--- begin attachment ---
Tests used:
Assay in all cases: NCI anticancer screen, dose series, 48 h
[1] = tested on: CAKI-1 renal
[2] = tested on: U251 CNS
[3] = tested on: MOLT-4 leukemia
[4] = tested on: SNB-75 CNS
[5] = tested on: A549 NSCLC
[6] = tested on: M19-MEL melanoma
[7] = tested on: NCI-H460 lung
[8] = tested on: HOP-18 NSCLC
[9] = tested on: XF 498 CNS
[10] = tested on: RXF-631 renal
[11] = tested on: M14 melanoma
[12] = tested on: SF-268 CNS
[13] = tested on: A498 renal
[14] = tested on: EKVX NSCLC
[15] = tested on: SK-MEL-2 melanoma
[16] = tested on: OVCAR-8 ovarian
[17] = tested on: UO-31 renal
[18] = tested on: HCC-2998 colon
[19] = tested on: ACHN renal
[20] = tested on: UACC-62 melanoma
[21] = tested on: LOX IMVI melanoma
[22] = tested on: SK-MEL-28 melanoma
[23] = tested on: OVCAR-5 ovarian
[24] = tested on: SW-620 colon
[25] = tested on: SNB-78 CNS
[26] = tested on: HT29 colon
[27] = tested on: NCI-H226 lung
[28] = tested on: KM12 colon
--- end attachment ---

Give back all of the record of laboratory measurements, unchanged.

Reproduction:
Tests used:
Assay in all cases: NCI anticancer screen, dose series, 48 h
[1] = tested on: CAKI-1 renal
[2] = tested on: U251 CNS
[3] = tested on: MOLT-4 leukemia
[4] = tested on: SNB-75 CNS
[5] = tested on: A549 NSCLC
[6] = tested on: M19-MEL melanoma
[7] = tested on: NCI-H460 lung
[8] = tested on: HOP-18 NSCLC
[9] = tested on: XF 498 CNS
[10] = tested on: RXF-631 renal
[11] = tested on: M14 melanoma
[12] = tested on: SF-268 CNS
[13] = tested on: A498 renal
[14] = tested on: EKVX NSCLC
[15] = tested on: SK-MEL-2 melanoma
[16] = tested on: OVCAR-8 ovarian
[17] = tested on: UO-31 renal
[18] = tested on: HCC-2998 colon
[19] = tested on: ACHN renal
[20] = tested on: UACC-62 melanoma
[21] = tested on: LOX IMVI melanoma
[22] = tested on: SK-MEL-28 melanoma
[23] = tested on: OVCAR-5 ovarian
[24] = tested on: SW-620 colon
[25] = tested on: SNB-78 CNS
[26] = tested on: HT29 colon
[27] = tested on: NCI-H226 lung
[28] = tested on: KM12 colon